With the multicore explosion in the making, are we going to be running hundreds of thousands of threads in a single program? Erlang programmers would emphatically say, yes! C++ and Java programmers would probably say no.

Why this discrepancy?

Thread model based on heavy-duty OS threads and mutexes has its limitations. You can ask server writers, or Google for “thread per connection” to convince yourself. Servers use thread pools exactly because of that.

Thread pools are an admission of defeat for the thread model. Having to pool threads tells you that:

  • Thread creation is not fast enough
  • Threads’ consumption of resources is substantial, so it makes sense to keep their numbers down

Granted, these are technical problems that might be overcome in future by improvements in operating systems.

The more fundamental problem with threads has its root in memory sharing. It seems like sharing offers great advantage in terms of performance, but sharing requires locking. It’s a well known fact that locking doesn’t scale (or compose). Between races and deadlocks, it’s also extremely hard to get right.

Here’s what Erlang does

Erlang gives up on sharing!

Threads that don’t share memory are called processes. We tend to think of processes as heavyweight beasts implemented by operating systems. That’s because one needs the operating system to strictly enforce the no-sharing policy (the isolation of address spaces). Only the OS can manage separate address spaces and the passing of data between them.

But that’s not the only way. The isolation might instead be enforced by the language. Erlang is a functional language with strict copy semantics and with no pointers or references. Erlang processes communicate by message passing. Of course, behind the scenes, messages are passed through shared memory, thus avoiding a large performance hit of inter-process communication. But that’s invisible to the client.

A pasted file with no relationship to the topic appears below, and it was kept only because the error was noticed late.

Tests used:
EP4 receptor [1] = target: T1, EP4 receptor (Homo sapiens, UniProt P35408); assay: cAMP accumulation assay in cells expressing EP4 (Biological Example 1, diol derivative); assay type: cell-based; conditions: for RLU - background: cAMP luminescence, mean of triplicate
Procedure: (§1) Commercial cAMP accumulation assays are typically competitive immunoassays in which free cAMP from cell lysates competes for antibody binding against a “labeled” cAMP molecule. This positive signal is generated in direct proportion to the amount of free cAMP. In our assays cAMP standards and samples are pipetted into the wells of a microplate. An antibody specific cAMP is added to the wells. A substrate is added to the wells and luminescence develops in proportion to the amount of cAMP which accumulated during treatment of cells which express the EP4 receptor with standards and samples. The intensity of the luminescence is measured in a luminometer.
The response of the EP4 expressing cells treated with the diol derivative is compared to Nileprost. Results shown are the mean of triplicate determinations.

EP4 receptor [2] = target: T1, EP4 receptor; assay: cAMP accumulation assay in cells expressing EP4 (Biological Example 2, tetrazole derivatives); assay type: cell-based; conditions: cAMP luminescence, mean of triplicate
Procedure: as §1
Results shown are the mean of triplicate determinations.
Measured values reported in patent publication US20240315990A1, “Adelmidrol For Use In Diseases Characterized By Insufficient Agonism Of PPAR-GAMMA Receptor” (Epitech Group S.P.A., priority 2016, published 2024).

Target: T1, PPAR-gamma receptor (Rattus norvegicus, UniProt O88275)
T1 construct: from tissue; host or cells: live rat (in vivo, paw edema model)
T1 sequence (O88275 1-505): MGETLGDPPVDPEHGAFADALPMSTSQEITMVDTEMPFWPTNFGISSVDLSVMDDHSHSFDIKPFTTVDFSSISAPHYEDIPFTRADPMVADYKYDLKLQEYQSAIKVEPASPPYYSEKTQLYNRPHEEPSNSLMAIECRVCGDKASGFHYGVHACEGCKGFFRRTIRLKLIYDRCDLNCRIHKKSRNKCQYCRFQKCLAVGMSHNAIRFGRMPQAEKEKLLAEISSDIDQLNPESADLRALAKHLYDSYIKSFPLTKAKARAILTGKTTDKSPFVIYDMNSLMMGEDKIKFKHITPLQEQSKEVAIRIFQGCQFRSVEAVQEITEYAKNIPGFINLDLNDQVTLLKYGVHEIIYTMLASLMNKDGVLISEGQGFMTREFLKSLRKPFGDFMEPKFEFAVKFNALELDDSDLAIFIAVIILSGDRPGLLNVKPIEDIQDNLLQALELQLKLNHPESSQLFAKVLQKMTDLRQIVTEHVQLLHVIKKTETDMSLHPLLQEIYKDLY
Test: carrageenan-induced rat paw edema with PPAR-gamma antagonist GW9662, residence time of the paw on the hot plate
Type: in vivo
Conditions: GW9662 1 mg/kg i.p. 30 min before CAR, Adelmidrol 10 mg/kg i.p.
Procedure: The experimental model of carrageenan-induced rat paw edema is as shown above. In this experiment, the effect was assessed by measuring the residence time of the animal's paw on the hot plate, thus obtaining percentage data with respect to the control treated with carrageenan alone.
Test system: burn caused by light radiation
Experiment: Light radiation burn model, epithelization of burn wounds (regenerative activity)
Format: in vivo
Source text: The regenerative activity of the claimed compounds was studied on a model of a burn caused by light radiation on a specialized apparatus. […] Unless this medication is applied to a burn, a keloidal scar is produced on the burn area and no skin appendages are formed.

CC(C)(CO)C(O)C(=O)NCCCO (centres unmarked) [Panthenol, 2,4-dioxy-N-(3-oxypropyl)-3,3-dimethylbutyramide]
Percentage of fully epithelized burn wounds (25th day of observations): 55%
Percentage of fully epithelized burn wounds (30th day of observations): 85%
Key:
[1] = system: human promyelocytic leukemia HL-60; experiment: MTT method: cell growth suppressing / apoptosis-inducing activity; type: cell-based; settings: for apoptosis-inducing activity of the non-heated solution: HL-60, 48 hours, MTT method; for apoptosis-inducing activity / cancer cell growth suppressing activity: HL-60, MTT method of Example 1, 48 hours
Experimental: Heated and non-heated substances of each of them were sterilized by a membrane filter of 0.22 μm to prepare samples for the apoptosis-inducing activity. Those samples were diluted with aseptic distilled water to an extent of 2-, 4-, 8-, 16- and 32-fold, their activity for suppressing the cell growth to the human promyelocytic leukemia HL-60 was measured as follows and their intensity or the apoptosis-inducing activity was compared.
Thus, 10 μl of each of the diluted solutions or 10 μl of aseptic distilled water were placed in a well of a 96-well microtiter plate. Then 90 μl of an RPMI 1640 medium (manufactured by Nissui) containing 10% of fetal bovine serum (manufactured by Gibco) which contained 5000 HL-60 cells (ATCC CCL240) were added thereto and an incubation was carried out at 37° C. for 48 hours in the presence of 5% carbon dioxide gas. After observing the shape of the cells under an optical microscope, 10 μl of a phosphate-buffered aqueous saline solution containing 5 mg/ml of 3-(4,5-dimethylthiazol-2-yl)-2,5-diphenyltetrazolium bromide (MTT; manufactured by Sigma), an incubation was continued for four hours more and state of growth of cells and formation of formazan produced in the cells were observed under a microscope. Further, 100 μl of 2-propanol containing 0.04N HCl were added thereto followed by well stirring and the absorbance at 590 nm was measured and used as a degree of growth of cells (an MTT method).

Erlang rolls out its own threads!

Erlang interpreter provides lightweight processes (so lightweight that there’s a benchmark running 20 million Erlang processes).

And there is a bonus: Erlang code that uses lightweight processes will also work with heavyweight processes and in a distributed environment.

Why don’t we all switch to Erlang?

As far as I know there are two main reasons:

  • It’s a weird language. Don’t get me wrong, I love functional programming for its mathematical beauty, terseness, and elegance. But I had to rewire my brain to be able to write pure functional programs. Functional paradigm is as alien to our everyday experience as quantum mechanics. (CS grad students: you’re not typical programmers.)
  • Messages have to be copied. You can’t deep-copy a large data structure without some performance degradation, and not all copying can be optimized away (it requires behind-the-scenes alias analysis). This is why mainstream languages (and I will even include Scala in this category) don’t abandon sharing. Instead they rely on programmer’s discipline or try to control aliasing.

Conclusions

Native threads are expensive. Interpreted languages, like Erlang, can afford to implement their own lightweight threads and schedulers. I don’t see that happening in compiled languages. The hope is that  operating systems will improve their implementations of threads–I hear Linux’s NPTL already is a big improvement in this area. In the meanwhile, we have to rely on thread pools.

Shared memory concurrency model is the reason why multithreaded programming is so difficult and error-prone. Separating address spaces simplifies programming, but at a performance cost. I believe that some kind of compromise is possible. A message-passing or an actor model can work with sharing, as long as aliasing is under control.

Inspiration for this post

After my last post on thin lock implementation, I was asked the question, why I used such a small number, 1024, for the maximum number of threads. It was actually a number I’ve found in the D compiler runtime. A thin lock could easily work with a much larger number of threads. In fact I’m going to substantially increase the number of bits for thread ID at the expense of recursion count. But this question got me thinking about scalability of threading in general.

Fibers

Fibers (as well as Java’s green threads) are not an alternative to heavyweight threads. Fibers can’t run in parallel, so they have no way to use multiple processors. They are more of a flow-of-control construct, often used interchangeably with coroutines.

Interesting reading

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